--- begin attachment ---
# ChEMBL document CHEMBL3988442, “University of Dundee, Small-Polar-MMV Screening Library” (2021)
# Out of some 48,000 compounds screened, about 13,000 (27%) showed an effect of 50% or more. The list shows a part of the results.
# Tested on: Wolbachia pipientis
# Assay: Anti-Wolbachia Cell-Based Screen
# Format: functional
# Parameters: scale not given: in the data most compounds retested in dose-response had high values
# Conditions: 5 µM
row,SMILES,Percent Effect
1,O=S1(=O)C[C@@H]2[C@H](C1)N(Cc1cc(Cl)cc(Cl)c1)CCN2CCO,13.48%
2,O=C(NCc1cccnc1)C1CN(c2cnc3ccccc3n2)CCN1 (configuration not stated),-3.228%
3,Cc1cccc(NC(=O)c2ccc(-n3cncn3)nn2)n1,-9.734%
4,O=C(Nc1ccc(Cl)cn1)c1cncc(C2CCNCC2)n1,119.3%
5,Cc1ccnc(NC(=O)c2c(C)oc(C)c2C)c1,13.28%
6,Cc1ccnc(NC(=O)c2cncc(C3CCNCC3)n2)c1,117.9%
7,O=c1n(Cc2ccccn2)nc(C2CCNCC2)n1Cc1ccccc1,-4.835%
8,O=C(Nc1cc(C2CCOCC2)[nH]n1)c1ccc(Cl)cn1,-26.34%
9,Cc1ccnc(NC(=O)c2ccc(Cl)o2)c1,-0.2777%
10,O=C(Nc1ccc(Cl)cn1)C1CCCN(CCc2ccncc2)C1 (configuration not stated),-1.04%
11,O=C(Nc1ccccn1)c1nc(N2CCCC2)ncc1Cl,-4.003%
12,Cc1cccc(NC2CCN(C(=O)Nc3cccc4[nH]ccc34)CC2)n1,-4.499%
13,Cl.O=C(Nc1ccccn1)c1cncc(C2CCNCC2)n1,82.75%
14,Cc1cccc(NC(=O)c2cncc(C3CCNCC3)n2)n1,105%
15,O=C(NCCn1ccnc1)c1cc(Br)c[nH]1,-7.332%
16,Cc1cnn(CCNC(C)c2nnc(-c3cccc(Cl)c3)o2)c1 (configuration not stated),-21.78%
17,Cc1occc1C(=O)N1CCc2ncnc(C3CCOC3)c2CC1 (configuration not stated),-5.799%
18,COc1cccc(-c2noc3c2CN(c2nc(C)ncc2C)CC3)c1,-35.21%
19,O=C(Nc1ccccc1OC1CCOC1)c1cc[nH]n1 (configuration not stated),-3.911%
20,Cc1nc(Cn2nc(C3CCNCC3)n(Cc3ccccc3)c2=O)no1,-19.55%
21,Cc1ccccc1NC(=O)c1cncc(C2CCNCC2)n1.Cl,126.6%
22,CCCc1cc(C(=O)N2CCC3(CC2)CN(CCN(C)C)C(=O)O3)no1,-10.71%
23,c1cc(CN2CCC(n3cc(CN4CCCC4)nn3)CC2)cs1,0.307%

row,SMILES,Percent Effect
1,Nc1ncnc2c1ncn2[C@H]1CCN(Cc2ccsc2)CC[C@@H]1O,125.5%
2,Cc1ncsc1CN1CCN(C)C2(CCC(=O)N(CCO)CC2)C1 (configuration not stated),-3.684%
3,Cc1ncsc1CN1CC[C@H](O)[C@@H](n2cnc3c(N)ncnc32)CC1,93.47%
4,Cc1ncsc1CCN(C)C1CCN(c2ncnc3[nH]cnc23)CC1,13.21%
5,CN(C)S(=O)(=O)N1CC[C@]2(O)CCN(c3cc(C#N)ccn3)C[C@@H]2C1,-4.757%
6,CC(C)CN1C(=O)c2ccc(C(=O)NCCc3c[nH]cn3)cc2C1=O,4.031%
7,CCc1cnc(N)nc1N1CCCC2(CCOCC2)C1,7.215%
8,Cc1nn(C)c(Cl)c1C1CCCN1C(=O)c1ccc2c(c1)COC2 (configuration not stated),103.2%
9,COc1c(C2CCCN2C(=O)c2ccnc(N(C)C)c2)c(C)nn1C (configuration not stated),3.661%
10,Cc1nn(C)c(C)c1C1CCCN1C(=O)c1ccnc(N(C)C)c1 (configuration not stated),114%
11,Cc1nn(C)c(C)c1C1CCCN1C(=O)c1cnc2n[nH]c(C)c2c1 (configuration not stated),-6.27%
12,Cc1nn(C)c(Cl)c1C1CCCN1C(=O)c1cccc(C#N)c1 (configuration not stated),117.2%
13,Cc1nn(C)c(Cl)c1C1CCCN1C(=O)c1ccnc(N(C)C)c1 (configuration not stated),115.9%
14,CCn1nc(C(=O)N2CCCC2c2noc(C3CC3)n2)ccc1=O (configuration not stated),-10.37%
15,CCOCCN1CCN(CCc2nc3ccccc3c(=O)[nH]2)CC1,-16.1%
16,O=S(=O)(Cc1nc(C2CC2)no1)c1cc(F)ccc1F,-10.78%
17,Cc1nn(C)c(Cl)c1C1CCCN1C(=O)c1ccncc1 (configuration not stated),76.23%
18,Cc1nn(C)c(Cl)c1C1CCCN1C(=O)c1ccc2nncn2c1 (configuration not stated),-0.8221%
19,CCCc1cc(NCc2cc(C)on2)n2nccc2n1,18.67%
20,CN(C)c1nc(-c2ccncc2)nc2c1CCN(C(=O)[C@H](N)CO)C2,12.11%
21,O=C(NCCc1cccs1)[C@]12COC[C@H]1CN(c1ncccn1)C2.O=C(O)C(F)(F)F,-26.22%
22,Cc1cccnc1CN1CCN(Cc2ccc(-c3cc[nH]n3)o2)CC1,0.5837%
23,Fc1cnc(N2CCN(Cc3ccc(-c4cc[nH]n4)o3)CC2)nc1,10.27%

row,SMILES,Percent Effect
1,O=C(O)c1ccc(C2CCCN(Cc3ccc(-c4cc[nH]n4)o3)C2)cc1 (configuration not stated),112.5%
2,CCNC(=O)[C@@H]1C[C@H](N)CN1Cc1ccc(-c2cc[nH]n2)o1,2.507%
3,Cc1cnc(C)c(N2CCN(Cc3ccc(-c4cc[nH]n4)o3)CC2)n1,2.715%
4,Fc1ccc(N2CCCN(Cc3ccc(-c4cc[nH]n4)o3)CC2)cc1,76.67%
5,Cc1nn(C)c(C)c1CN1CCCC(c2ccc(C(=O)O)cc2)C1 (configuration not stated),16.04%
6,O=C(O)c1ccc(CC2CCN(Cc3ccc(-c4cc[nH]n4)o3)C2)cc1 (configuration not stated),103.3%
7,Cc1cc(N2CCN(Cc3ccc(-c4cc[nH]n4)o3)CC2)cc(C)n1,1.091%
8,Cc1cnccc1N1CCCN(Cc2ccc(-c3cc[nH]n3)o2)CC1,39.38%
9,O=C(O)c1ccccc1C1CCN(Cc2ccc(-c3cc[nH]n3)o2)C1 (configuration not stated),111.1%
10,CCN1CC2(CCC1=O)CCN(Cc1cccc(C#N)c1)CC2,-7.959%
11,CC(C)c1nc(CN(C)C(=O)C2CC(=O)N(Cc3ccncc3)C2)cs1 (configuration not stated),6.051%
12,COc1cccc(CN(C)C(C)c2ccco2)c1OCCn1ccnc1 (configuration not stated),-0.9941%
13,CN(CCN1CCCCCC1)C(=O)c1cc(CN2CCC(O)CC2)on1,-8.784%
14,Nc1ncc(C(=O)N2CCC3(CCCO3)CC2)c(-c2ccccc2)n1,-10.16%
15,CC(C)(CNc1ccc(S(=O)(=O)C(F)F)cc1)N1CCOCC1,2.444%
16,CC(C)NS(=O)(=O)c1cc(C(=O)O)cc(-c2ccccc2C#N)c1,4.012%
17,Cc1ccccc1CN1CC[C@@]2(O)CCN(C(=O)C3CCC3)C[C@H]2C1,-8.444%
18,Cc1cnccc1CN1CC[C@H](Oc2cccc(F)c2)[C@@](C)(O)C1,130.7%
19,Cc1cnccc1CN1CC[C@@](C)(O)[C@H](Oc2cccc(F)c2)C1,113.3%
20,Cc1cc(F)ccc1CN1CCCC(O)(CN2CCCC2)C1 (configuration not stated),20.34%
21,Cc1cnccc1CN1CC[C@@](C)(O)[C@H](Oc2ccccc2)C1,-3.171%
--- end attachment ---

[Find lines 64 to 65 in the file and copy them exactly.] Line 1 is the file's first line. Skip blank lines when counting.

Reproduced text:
8,Cc1cnccc1N1CCCN(Cc2ccc(-c3cc[nH]n3)o2)CC1,39.38%
9,O=C(O)c1ccccc1C1CCN(Cc2ccc(-c3cc[nH]n3)o2)C1 (configuration not stated),111.1%